Friday, May 31, 2013

Reason #291: GTFO

Lots of fun stuff this week, so I thought it was time for a grab bag.

Na-na-naa-na, etc. - Michelle Bachmann has decided not to run for reelection next year. Because of the Congressional investigation into the finances of her presidential campaign last year? Nope. Because of the FBI investigation? Nope. Because she only won her last reelection by one percent? Nope. You see, she just feels like she's done enough, you know? America will have to get by without her assistance from now on. And flights of angels sing thee to thy rest.

Weed to go - Colorado, having already decriminalized possession of small amounts of marijuana last fall, has now become the first state to explicitly decriminalize recreational use of said small amounts, in defiance of existing federal law. The new measures are restrictive to be sure--my favorite part is that businesses aren't allowed to sell it for use on the premises, but they can sell it to go--but the important thing is they're going to tax the hell out of it, which is just the first in a long series of steps on the road to weed being a legitimate part of American commerce.

You see, they can be reasonable - Early polling is starting to come in on the state of Obama's presidency (and, incidentally, Hillary Clinton's prospects) in the wake of this month's Scandalpalooza, and it's looking like people don't overly give a shit--at least not as compared to the economy, which actually appears to be doing well. It's unclear whether Obama's favorability has actually gone up, but at the very least it's held steady, and lots of people seem willing to not hold the scandals against him personally as long as they can still find a job.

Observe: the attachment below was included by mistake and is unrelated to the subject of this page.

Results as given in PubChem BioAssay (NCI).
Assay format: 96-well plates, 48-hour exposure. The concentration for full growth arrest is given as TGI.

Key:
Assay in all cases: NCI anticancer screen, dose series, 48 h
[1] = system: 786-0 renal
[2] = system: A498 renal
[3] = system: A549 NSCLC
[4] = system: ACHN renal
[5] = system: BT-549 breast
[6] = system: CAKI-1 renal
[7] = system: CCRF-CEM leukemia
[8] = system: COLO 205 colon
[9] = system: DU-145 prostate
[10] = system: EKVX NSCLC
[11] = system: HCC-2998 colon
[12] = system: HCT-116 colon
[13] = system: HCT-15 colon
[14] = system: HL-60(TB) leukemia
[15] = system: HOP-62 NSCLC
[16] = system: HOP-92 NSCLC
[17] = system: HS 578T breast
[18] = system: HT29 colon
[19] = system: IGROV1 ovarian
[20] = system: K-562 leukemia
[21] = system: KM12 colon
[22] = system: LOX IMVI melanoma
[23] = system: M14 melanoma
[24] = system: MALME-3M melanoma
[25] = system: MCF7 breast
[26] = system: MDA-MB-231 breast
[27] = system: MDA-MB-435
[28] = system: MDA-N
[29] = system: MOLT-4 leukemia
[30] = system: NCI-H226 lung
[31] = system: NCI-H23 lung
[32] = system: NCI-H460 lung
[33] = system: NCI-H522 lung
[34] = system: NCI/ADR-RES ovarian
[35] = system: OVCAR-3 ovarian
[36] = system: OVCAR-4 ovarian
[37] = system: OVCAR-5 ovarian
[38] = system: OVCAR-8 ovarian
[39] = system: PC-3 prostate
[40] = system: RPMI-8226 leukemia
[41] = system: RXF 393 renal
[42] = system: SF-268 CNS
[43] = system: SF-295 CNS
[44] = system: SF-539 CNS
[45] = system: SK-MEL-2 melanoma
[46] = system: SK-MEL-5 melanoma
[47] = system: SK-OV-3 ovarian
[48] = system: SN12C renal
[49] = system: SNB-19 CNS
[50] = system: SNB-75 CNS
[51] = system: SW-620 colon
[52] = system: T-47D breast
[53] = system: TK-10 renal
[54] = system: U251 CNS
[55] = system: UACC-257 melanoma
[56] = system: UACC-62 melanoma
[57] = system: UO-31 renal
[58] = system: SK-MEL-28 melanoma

There definitely needs to be some manner of reckoning here, and the IRS thing in particular is seen as easily the most damning--an overwhelming majority wants to see a special prosecutor appointed to lead the investigation--but it's good news that at the very least, people aren't jumping straight into Fox News Witch Hunt mode and calling for Obama's head. Ask Bill Clinton how that worked out last time.

Further Reading

Reading Between the Lines of Michele Bachmann's Retirement Speech

Colorado governor signs recreational marijuana regulations into law

Obama’s poll numbers hold up despite the storm of scandal

Poll: Americans want special prosecutor for IRS scandal

Friday, May 24, 2013

Reason #290: Reframing

Like, apparently, every liberal ever, I'm conflicted about this whole drone business lately. Not the drone program itself; I've made my position clear on that already. But as for the speech itself--it really is starting to feel like the old conservative complaint is valid; that Obama thinks he can make any and every problem go away if he just gives a rousing enough speech.

Of course, when the content of the speech is as meaty that this one, that's not a crazy assumption to make. For the first time since 9/11, the American president is coming out and saying that we're never going to defeat "terror" as a tactic or as an ideology, and we need to start backing off from that cliff we've been tiptoeing for twelve years now.